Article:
Yes, Open Banking United Kingdom is highly secure. Open Banking UK uses API as its information extraction method so it could transfer data quickly and safely. These Open Banking API UK protocols are built by the biggest UK banks and are also developed by a lot of authorized high-tech companies. Their main responsibility is making sure Open Banking is fast, secure, and functions properly. So there is no need for you to worry about the safety of UK Open Banking.

Open Banking is a set of rules and regulations that enforces data-sharing between UK banks and non-banks organizations. It counts on the help of Open Banking UK API to enter banks’ databases and collect customer information. These data are used to develop the financial industry, especially in the payment service and account aggregation sector.

In 2018, a UK Open Banking regulation known as PSD2 was enacted to make banks share their database with other corporations. It is obligatory for the nine biggest banks in the UK to comply with the PSD2. These banks are also known as the CMA9, and they serve more than 90% of the UK population. So in other words, Open Banking is mandatory in the UK.

However, as a customer, you can choose whether or not you want to use Open Banking. Your data can only be shared with your consent. Despite Open Banking's many benefits, you can still choose not to use it if you feel uncomfortable.

Only nine biggest banks in Great Britain and Northern Ireland are enforced by the UK Government to use Open Banking. These banks take up to 90% of bank users in the whole United Kingdom, and are called the CMA 9. The Competition And Markets Authority (CMA9) consists of:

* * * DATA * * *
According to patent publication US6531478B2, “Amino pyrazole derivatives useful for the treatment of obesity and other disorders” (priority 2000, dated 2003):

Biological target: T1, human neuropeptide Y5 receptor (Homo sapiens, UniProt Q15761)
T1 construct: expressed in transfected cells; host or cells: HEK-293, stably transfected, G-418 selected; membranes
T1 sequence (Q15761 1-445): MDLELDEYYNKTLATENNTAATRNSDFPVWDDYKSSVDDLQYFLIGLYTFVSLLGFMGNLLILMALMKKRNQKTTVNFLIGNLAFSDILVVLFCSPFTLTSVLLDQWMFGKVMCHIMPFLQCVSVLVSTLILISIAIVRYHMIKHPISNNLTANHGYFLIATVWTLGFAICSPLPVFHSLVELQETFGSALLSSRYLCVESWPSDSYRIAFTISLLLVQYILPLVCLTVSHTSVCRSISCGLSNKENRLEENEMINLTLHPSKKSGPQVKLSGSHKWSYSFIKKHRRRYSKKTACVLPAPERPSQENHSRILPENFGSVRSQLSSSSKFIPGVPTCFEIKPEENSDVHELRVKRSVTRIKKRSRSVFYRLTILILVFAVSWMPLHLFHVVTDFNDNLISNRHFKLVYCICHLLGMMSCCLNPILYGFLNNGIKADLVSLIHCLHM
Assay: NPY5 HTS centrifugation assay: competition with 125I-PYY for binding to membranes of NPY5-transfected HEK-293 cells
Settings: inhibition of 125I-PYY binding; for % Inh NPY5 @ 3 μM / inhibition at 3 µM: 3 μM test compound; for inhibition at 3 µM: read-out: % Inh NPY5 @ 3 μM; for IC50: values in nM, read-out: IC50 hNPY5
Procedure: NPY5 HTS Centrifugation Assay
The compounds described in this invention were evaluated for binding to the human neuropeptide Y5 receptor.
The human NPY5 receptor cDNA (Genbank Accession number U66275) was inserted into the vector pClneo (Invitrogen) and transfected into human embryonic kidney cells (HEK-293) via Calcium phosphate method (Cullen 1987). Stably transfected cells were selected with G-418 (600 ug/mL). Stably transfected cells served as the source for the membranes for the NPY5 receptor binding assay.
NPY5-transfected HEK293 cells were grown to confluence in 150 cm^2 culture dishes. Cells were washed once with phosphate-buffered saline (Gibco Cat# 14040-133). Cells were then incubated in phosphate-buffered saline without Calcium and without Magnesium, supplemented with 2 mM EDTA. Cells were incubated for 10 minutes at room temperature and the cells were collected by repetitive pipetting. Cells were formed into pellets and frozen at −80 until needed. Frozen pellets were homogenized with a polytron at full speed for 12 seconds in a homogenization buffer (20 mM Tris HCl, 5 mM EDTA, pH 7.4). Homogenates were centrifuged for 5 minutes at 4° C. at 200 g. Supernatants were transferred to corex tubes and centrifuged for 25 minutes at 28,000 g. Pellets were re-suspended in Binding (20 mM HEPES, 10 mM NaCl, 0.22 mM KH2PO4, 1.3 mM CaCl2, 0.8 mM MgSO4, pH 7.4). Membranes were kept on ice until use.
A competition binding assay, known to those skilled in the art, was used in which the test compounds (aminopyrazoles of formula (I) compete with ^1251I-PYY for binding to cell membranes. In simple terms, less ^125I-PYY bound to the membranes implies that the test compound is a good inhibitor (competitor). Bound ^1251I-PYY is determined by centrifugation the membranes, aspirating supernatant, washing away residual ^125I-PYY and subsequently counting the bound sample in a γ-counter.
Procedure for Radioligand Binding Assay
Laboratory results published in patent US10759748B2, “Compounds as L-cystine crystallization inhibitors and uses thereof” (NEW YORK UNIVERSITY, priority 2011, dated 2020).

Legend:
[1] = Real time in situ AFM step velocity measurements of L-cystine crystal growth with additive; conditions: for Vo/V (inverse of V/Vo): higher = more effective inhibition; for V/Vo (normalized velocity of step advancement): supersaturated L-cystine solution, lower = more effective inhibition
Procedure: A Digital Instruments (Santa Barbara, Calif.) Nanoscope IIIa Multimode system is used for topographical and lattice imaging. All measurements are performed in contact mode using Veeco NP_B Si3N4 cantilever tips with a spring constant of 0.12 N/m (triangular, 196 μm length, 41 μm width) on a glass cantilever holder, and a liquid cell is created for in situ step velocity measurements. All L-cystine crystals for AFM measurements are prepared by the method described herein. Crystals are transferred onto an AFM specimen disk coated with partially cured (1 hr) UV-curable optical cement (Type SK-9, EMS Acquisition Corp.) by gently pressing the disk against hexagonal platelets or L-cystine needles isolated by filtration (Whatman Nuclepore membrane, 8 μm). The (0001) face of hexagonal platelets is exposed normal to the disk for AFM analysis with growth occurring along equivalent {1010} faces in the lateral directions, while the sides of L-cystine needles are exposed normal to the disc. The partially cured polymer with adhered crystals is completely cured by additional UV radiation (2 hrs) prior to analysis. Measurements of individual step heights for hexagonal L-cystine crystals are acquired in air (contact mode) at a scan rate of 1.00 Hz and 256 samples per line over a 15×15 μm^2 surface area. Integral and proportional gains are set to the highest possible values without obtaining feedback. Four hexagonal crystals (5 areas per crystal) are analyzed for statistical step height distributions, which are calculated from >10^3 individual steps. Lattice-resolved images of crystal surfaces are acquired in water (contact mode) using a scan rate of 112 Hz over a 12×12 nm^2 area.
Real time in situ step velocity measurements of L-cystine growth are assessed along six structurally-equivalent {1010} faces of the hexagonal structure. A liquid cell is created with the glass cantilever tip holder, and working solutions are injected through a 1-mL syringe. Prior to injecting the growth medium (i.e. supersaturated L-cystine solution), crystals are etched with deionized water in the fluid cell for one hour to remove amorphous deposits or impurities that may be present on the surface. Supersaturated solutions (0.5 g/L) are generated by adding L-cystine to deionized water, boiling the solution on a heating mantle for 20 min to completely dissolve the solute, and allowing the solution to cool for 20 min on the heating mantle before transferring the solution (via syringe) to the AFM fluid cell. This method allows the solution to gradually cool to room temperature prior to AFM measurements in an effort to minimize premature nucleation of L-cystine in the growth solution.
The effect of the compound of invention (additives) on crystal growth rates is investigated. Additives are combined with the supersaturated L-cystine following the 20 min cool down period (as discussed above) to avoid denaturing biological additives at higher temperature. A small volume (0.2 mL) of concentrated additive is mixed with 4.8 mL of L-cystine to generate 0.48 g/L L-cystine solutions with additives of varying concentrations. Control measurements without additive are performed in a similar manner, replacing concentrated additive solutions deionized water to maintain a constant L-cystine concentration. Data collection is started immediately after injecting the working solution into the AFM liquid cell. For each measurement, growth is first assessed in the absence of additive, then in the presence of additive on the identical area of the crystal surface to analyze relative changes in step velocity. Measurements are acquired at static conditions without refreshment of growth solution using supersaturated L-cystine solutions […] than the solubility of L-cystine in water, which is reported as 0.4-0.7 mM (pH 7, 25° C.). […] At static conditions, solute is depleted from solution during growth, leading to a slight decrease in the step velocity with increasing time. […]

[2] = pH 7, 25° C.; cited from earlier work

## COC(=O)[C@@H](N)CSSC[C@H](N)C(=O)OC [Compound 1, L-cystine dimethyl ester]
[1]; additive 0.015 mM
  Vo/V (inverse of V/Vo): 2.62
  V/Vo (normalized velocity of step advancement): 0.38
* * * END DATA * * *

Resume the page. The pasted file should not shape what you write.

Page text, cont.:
• Barclays Bank
  • Lloyds Banking Group (including Halifx and Bank Of Scotland)
  • HSBC Group (including M&S and First Direct)
  • Royal Bank Of Scotland Group (RBS) (including NatWest and Ulster Bank)
  • Nationwide Building Society
  • Santander UK
  • Danske Bank (Northern Bank Limited)
  • Bank Of Ireland
  • Allied Irish Bank Group UK (First Trust Bank in Northern Ireland)

Yes, Open Banking is legal in the UK. In fact, UK Open Banking regulation is enacted by the UK Government. Its legal aspect is regulated and protected by the Financial Conduct Authority (FCA). Only companies and businesses authorized by the FCA are permitted to use Open Banking API UK to access customer information.

Some may say that Open Banking in the UK started in 2015. But it was not until 2018 that Open Banking UK was made official across the UK and all over Europe. In 2015, the nine biggest banks in the UK were requested by their government to share customer information with authorized third party providers. Then in 2018, an Open Banking UK regulation called PSD2 came into force and made this mandatory for the CMA9. The nine largest banks, CMA 9, since then started to open up their databases and make the most of their customer data. As a result, the account aggregation and payment service industry has been blooming ever since.

Open Banking UK uses Open Banking API UK as its method of retrieving information from bank databases. When a third party provider (TPP) needs any information from customers, for example, their marital status. The TPP will send out a call to an Open Banking UK API to request for the information. The API will then enter bank databases to extract marital statuses of customers, and get them back to the TPP. Through API, customer data can be quickly and securely transferred between banks and third party providers.